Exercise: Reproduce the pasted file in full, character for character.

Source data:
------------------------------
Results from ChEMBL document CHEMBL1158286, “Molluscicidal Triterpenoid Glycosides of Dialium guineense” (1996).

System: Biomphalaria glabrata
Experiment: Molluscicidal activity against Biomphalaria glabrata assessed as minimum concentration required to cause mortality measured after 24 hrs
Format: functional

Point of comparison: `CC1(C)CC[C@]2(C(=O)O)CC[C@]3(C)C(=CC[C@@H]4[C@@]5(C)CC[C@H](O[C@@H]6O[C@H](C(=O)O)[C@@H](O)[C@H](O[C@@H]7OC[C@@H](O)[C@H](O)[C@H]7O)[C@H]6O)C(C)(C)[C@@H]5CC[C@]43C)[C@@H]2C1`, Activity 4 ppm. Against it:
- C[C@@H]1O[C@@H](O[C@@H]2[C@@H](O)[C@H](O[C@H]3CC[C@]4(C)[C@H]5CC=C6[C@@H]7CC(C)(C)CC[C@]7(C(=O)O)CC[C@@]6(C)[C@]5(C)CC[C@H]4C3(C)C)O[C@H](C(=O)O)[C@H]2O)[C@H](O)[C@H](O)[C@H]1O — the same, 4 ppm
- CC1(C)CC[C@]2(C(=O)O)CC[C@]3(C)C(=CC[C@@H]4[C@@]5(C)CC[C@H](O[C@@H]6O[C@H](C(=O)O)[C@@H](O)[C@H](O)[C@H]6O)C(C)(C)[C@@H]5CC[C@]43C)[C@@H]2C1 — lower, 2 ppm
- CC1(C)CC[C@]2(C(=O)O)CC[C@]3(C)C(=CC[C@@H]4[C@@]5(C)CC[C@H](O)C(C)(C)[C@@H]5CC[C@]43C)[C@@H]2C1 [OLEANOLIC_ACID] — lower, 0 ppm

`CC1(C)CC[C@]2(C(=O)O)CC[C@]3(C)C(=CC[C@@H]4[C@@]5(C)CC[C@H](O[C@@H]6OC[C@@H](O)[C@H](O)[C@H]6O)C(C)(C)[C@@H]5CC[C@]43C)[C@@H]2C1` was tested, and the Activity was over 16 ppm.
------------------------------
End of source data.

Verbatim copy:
Results from ChEMBL document CHEMBL1158286, “Molluscicidal Triterpenoid Glycosides of Dialium guineense” (1996).

System: Biomphalaria glabrata
Experiment: Molluscicidal activity against Biomphalaria glabrata assessed as minimum concentration required to cause mortality measured after 24 hrs
Format: functional

Point of comparison: `CC1(C)CC[C@]2(C(=O)O)CC[C@]3(C)C(=CC[C@@H]4[C@@]5(C)CC[C@H](O[C@@H]6O[C@H](C(=O)O)[C@@H](O)[C@H](O[C@@H]7OC[C@@H](O)[C@H](O)[C@H]7O)[C@H]6O)C(C)(C)[C@@H]5CC[C@]43C)[C@@H]2C1`, Activity 4 ppm. Against it:
- C[C@@H]1O[C@@H](O[C@@H]2[C@@H](O)[C@H](O[C@H]3CC[C@]4(C)[C@H]5CC=C6[C@@H]7CC(C)(C)CC[C@]7(C(=O)O)CC[C@@]6(C)[C@]5(C)CC[C@H]4C3(C)C)O[C@H](C(=O)O)[C@H]2O)[C@H](O)[C@H](O)[C@H]1O — the same, 4 ppm
- CC1(C)CC[C@]2(C(=O)O)CC[C@]3(C)C(=CC[C@@H]4[C@@]5(C)CC[C@H](O[C@@H]6O[C@H](C(=O)O)[C@@H](O)[C@H](O)[C@H]6O)C(C)(C)[C@@H]5CC[C@]43C)[C@@H]2C1 — lower, 2 ppm
- CC1(C)CC[C@]2(C(=O)O)CC[C@]3(C)C(=CC[C@@H]4[C@@]5(C)CC[C@H](O)C(C)(C)[C@@H]5CC[C@]43C)[C@@H]2C1 [OLEANOLIC_ACID] — lower, 0 ppm

`CC1(C)CC[C@]2(C(=O)O)CC[C@]3(C)C(=CC[C@@H]4[C@@]5(C)CC[C@H](O[C@@H]6OC[C@@H](O)[C@H](O)[C@H]6O)C(C)(C)[C@@H]5CC[C@]43C)[C@@H]2C1` was tested, and the Activity was over 16 ppm.